Today’s Instagram, Tomorrow’s Doctrine

Today’s Instagram, Tomorrow’s Doctrine
June 27th, 2016
Aaron Barruga

Our attention spans are garbage. I can’t remember the last time I waited for an Uber to arrive and decided not to spend the downtime thumbing through Facebook and Instagram. As a millennial, I am guilty of forfeiting periods of self-reflection in exchange for the external stimulus provided by social media.

But is this dynamic something to be concerned with? In small doses, probably not, but my default to social media extends beyond waiting for Ubers to running errands, coffee lines, and as a work distraction (current piece included). The result, I am continuously seeking new content that reinforces “my” point of view.

The visual medium is powerful and a fifteen second Instagram video can easily accomplish what 1500 words cannot. However, substituting visuals for text comes at the deterioration of our deep focus and willingness to thoroughly examine arguments. We forgo substantiating our own beliefs with evidence (or dare I say experience), and instead reinforce our superficial expertise by simply watching a video.

Accompanying our echo chamber is the perception that we are capable, rational, and intelligent individuals; and that anyone who disagrees with us is both wrong and delusional. Our deep attention and focus already eroded by the brevity of social media, we also lose our patience for curiosity when confronted with opposing views.

Rather than first attempting to understand how our opposition arrived at their point of view, and then afterwards engaging in debate. We instead fill cognitive sandbags and entrench in our own belief system. But how are we so sure we are right? Because everyday (and for some every hour) we are bombarded with new content on social media that reinforces our point of view.

Although social media is a powerful tool that has built a community and united shooters on unprecedented levels, it is also the platform that allows for the rapid decay of objective knowledge, because we (millenials) are conditioned to constantly seek something new, and upon discovery will associate new with better.

Millenials are now more representative of average adults in America. Born between 1980 and 2000, millenials number 83 million and represent one quarter of the US population. For today’s military and law enforcement leadership, a majority of mid-level and soon to be senior leadership embodies the tech savvy, social media oriented demographic of twenty to thirty year olds.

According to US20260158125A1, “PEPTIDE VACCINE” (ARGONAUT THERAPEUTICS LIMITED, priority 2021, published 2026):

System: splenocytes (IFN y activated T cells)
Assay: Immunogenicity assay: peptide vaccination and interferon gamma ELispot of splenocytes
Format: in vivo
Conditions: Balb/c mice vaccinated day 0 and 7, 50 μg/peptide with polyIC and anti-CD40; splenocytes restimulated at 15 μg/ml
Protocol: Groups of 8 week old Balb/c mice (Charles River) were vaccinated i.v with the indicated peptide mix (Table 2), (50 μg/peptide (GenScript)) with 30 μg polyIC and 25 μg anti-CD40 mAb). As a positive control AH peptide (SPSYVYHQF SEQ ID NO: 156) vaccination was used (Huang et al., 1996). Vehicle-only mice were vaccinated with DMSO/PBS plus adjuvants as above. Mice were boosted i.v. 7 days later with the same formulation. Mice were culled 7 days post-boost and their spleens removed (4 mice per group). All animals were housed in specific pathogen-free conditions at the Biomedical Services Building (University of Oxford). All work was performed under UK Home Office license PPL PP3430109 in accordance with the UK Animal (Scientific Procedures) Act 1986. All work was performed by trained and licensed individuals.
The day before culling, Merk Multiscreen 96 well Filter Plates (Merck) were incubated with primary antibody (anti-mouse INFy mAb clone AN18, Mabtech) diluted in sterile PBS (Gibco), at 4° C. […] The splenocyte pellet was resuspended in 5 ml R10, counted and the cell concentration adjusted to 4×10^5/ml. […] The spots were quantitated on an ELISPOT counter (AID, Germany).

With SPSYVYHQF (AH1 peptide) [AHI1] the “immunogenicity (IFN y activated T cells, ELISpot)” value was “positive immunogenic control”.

This group of leaders will decide in the next decade what becomes doctrine for both the future of military and law enforcement training. Like it or not, social media will be a key influencer in this process. Current and soon to be training supervisors already connect with the training narratives created in fifteen second Instagram videos. This dual edged sword allows for greater access to information, but also allows for deviation away from lessons learned in the real world.

From lessons learned we build doctrine and standard operating procedures. Unfortunately, this process involves losing brothers and sisters in the line of duty. Learning from their mistakes and shortcomings, we attempt to find new and better techniques for engaging dangerous situations. However, we must exercise a healthy dose of caution in this process, and recognize that new techniques in their infancy must first survive critique and peer review before being endorsed as acceptable. Unfortunately, social media encourages us to shortcut the validation process and sanction incomplete or weak arguments simply because they are new.

Many tactical training schools made popular by social media have done an enthusiastic job of training organizations and individuals, but for the most part they have not prepared tactical shooters with judgment for the real world. Consequently, a lot of flat range training is suitable for use only on the flat range.

In twenty years, the next generation of tactical shooters will adapt our current social media influenced doctrine to address new threats, technologies, and radical ideology. It is uncertain whether platforms such as Instagram will exist in the future and how integrated they will be in our day-to-day lives. For now, social media’s inaugural authority on the advancement of doctrine can either become a platform for knowledge, or devolve into a medium through which companies exploit the naive, and users scream at each other in comment threads with pitchfork outrage.